[Paper Review] Blueprint: A Toolchain for Highly-Reconfigurable Microservice Applications
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This is the first of several papers I’ll be writing about from SOSP’2023 (Symposium on Operating Systems Principles).
What is the research?
The Blueprint paper talks about a new framework for configuring, building, and deploying application code. This framework aims to simplify iteration on system design, application development, and configuration.
The authors argue that these tasks are currently difficult to accomplish because many services have tight coupling between application code, framework-level components (like RPC libraries and their behavior), and the actual deployment of the service (e.g. with Docker, Kubernetes, or other systems like Ansible).
By explicitly separating concerns of an application, and explicitly defining their interactions in a programmatic configuration, the authors are able to test out new configurations of a system - for example, quickly reconfiguring a set of independently deployed microservices into a single monolithic binary, then measuring the performance impact of the change.
How does the system work?
Blueprint’s approach divides a system into three types of components:
Application level workflows: business logic that a developer writes to perform a specific function.
Scaffolding: underlying framework-level components like RPC functionality, distributed tracing libraries, and storage backends (like caches and databases).
Instantiations: specific configuration for framework-level components (e.g. using a specific RPC library with deadlines set or with novel functionality like circuit-breakers enabled.
A system is described in a programmatic configuration called a workflow spec which contains application logic and its external interface.
Next, a user of Blueprint creates a wiring spec that encode the relationship between pieces of application code and framework-level components. In one example, the authors recreate a simple microservice for posting on a social network, including connection to external caches and databases.
Blueprint then uses the wiring spec to compile an intermediate representation (an idea common to many compilers) of the system. The intermediate representation is effectively a graph with nodes describing code and edges describing dependencies (e.g. service A calls service B).
Lastly, the intermediate representation is used to build concrete artifacts representing the components of the system - for example, the build system can compile the code for a service written in Go and wrap it with a Docker image, enabling later deployments to production.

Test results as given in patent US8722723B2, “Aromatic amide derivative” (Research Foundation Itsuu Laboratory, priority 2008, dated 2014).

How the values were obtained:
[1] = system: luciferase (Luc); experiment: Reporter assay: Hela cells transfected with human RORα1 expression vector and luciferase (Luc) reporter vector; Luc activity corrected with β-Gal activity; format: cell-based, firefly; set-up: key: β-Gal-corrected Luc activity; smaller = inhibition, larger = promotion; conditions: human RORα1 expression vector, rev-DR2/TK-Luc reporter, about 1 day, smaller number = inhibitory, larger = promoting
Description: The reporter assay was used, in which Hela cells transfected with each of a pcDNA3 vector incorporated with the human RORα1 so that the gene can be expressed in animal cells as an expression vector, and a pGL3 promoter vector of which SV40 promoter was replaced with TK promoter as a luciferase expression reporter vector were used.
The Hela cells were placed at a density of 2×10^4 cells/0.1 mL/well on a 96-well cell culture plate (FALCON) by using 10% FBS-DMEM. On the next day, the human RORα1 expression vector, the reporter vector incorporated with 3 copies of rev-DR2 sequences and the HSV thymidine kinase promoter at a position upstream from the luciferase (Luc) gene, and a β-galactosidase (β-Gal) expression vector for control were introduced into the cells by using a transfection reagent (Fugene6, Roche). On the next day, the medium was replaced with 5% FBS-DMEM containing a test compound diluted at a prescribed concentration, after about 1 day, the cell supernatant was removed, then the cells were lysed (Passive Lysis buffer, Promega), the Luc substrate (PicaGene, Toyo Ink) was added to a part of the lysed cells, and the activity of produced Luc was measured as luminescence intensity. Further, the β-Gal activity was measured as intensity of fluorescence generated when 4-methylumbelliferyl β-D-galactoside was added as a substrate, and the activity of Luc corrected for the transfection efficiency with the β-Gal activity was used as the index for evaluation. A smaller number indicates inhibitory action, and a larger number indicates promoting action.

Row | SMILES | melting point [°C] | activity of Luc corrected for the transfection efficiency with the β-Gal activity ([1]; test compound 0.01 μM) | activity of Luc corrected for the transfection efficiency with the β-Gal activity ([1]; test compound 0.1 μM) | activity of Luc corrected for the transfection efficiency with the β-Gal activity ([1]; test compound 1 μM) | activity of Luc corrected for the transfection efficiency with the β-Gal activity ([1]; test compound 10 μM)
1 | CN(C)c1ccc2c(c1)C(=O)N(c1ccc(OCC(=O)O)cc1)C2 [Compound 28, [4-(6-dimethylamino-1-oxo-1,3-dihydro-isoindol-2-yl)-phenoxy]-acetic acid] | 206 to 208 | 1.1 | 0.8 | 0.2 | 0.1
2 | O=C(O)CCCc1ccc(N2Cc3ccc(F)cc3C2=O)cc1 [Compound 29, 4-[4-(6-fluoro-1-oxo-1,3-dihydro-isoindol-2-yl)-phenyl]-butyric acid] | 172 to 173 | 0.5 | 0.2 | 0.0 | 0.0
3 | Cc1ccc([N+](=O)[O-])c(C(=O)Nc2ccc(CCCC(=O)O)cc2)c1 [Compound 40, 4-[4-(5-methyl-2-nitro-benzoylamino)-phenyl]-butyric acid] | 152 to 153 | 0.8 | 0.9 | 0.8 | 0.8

How is the research evaluated?
The authors evaluate several research claims about the implementation, but three themes stood out to me:
Does Blueprint make it easier for developers to try new configurations of an system’s existing components and libraries?
Can Blueprint be used to create system configurations that reproduce reliability issues?
What are the costs of the abstractions that Blueprint provides?
To evaluate the first question of whether Blueprint makes it easier to try new configurations for a system’s existing components, the authors considered the lines of code required to enable/disable tracing and to convert a microservice deployment into a monolith.
They were able to perform the first task of making changes to tracing with 5 lines of code. Similarly, by changing ~10 lines of code in the Blueprint configuration, they were able to generate a monolithic version of an application previously deployed as microservices, then quantify the performance impact of this change.
The authors also used Blueprint to reproduce or create reliability issues in a service - in particular they focused on Metastable failures described in a previous paper review. While creating specific configurations of a system to enable reliability testing is not necessarily a unique feature of Blueprint (e.g. Metastable Failures in the Wild discusses replicating metastability), the ease with which the authors performed this analysis was intriguing.
Lastly, paper analyzes how long it takes for Blueprint to generate systems of different sizes. While many of the examples are based on prototype systems, the authors also ran Blueprint on a system derived from a microservice dataset published by Alibaba.
Blueprint’s idea of separating the concerns involved in an application seems like a promising approach to dramatically increasing the velocity of the software development lifecycle (at least for microservices). One area that seems particularly exciting about Blueprint is the ability to simplify testing different service configurations across infrastructure - for example, rather than rewriting a large body of application code to test out a new tracing library, a developer can simply swap out the code in the Blueprint definition.
From reading the paper, there are several areas of further research for Blueprint, particularly around production readiness. For example, Blueprint’s compilation time for a system of ~3000 microservices described in a paper from Alibaba ran for 12 minutes. For organizations that would have many components in their configuration, the cost to run Blueprint would certainly be non-negligible. To speedup compliation of Blueprint, perhaps it would only recompute parts of the system touched by a developer’s changes.
Furthermore, adoption via onboarding new systems to Blueprint also seems like a challenge, as developers would need to perform some implementation in order to create the definition of their system - perhaps the team behind Blueprint will expand on tooling that automates this process by reading metadata source from a running system (e.g. traces).